New Bill Aims to Close Crunch in Spectrum Auction

Bill would require FCC to bundle federal and TV spectrum

It's finally beginning to sink in in Washington that the pending auction of spectrum voluntarily relinquished by TV broadcasters may hardly make a dent in the looming shortage of wireless spectrum. What's equally troubling is that the auctions, which Congress legislated must be conducted by the Federal Communications Commission in the next 10 years, may not generate enough cash to incentivize broadcasters to give up spectrum and thus yield little for the federal Treasury.

Hoping to take up the slack, House Energy & Commerce members Rep. Cliff Stearns (R-Fla.) and Rep. Doris Matsui (D-Calif.) today introduced a bill (the Efficient Use of Government Spectrum Act) that would require the FCC to run a bigger auction by bundling broadcast spectrum with spectrum from the federal government used by the Department of Defense and other federal agencies.

The legislation was introduced one day after Rep. Greg Walden (R-Ore.), chairman of the Communications and Technology Subcommittee, and ranking member Rep. Anna Eshoo (D-Calif.) launched a bipartisan federal spectrum working group to examine how the federal government can use the nation's airwaves more efficiently.

Since the National Broadband Plan was accepted two years ago as the road map for the administration's policy on meeting consumers' growing demand for spectrum, the plan was that broadcasters would fork over 120 megahertz of the 500 total called for in the plan.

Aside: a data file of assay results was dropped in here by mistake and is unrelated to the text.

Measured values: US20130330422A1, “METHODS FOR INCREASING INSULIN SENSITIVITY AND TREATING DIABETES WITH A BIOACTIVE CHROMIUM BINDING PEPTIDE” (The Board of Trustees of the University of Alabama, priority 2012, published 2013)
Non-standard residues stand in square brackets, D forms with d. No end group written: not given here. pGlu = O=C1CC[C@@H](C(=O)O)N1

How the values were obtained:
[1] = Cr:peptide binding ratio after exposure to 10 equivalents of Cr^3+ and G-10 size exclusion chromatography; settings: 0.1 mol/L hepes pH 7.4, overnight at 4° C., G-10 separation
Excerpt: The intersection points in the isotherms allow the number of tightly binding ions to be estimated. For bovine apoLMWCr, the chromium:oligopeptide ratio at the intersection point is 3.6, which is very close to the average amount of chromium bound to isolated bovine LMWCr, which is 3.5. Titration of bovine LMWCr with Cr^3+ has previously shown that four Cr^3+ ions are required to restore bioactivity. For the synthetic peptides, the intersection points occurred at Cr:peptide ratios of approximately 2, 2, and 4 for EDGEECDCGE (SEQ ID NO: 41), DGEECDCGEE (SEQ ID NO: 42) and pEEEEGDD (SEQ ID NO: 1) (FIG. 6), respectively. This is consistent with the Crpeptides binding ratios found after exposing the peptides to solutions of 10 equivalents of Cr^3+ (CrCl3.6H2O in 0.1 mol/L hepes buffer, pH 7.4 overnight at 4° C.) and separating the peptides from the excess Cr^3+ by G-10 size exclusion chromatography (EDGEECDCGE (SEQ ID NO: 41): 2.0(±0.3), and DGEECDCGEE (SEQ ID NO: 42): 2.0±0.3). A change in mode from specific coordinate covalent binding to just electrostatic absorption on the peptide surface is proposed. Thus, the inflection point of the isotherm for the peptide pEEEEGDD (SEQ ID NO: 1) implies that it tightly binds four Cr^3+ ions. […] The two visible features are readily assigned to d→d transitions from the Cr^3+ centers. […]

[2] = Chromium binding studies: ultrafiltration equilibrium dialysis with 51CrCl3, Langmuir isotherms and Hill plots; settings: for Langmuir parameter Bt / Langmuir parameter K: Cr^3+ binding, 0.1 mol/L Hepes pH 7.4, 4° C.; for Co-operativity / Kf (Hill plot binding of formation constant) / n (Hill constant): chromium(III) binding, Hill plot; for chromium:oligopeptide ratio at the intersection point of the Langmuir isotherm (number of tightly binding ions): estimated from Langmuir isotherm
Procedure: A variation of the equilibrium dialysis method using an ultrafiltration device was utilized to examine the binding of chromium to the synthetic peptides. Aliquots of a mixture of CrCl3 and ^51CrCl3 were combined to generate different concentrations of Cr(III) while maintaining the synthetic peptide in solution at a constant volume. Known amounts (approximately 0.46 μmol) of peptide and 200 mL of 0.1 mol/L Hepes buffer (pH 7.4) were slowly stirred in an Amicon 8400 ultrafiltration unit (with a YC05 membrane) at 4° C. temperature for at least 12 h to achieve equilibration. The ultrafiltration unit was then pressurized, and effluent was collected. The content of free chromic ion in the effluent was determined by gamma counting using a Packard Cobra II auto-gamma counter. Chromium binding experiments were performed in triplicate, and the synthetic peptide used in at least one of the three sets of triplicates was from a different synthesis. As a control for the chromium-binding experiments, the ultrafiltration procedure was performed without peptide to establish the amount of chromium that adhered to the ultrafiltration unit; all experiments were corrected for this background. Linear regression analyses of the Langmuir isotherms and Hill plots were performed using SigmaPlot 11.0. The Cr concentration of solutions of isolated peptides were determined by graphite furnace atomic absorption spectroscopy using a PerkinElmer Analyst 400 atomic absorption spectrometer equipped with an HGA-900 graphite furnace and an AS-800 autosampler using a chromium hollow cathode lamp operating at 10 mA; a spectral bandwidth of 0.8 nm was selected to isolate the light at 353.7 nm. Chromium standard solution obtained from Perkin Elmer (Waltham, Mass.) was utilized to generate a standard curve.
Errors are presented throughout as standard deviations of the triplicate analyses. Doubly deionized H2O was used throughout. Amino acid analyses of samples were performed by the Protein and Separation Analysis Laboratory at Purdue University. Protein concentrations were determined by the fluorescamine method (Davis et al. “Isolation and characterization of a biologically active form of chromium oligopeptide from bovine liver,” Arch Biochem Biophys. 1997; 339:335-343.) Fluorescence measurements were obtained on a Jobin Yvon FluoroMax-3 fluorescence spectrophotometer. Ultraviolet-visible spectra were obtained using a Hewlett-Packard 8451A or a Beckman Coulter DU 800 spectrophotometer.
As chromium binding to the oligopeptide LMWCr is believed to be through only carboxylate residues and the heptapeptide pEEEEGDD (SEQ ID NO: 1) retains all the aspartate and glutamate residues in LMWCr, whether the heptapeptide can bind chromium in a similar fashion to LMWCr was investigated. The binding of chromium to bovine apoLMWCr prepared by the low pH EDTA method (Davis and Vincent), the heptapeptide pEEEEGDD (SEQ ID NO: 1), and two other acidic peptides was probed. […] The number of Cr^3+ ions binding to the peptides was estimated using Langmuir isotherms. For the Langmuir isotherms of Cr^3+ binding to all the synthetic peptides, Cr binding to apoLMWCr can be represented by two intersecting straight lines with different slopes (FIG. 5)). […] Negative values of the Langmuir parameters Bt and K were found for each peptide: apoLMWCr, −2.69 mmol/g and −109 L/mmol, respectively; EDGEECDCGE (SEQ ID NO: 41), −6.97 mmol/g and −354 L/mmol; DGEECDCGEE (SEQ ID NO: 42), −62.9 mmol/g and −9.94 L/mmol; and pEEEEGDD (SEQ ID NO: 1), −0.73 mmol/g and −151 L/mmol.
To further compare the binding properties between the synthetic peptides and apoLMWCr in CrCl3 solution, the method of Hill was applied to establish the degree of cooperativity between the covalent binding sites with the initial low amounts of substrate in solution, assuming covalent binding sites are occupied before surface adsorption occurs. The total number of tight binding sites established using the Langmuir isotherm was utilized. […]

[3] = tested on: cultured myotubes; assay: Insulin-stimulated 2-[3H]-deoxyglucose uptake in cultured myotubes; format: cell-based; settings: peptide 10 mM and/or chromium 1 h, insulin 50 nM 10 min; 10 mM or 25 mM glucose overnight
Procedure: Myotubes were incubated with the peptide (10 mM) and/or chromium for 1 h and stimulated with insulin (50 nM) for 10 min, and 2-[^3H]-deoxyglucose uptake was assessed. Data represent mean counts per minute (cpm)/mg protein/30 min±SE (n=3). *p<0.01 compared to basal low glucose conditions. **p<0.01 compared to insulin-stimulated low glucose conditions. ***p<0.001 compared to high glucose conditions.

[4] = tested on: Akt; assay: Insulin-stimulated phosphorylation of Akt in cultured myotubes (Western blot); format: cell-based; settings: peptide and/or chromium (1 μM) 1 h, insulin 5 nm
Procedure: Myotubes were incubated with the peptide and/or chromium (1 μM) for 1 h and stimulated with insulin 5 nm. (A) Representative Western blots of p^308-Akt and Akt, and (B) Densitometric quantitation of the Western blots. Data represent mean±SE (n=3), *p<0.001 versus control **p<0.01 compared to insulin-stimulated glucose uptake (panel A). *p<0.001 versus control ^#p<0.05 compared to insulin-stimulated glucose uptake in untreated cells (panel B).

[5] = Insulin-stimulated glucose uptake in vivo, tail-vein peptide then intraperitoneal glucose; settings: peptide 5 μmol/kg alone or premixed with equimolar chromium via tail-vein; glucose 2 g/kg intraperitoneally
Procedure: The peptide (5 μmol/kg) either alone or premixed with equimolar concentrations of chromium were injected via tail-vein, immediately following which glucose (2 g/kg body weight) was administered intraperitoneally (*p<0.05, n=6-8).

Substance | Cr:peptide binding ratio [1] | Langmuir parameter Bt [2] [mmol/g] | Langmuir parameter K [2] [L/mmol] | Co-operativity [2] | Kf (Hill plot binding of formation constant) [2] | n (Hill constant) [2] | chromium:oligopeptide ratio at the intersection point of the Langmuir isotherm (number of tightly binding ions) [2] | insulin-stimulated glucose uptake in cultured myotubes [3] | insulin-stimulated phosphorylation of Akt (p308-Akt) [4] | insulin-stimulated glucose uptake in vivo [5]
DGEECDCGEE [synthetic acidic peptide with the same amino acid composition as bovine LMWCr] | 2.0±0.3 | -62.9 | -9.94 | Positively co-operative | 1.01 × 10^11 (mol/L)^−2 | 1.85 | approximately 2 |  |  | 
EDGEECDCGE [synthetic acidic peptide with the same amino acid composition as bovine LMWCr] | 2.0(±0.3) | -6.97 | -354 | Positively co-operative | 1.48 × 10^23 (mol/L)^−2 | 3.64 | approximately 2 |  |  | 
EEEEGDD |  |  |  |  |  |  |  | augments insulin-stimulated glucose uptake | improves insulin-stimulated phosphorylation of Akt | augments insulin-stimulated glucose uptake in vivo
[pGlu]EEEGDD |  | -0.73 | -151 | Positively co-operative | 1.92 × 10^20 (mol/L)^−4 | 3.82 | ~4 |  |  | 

But now that Congress has authorized the FCC to hold the auction, it seems less likely that it will have 120 megahertz from broadcasters for auction, despite a valiant pitch from FCC Chairman Julius Genachowski at last week's National Association of Broadcasters show in Las Vegas attended by all three commissioners.

"I'm less optimistic [the auction] will yield as much spectrum as most think," FCC Commissioner Robert McDowell said during an NAB panel. 

By bringing in additional spectrum from the federal government, the spectrum could be a richer enterprise, Stearns and Matsui said. Stearns, chairman of the House Energy and Commerce Subcommittee on Oversight and Investigations, added that the addition of spectrum to the market would raise $12 billion, "most of which will go to the U.S. Treasury."

Thrilled with any new spectrum that could come its way, the wireless industry was quick to issue a statement of support. "We hope that this and other bands currently occupied but often underutilized by federal users will be made available for commercial use as expeditiously as possible," said Jot Carpenter, vp of government affairs for CTIA – The Wireless Association.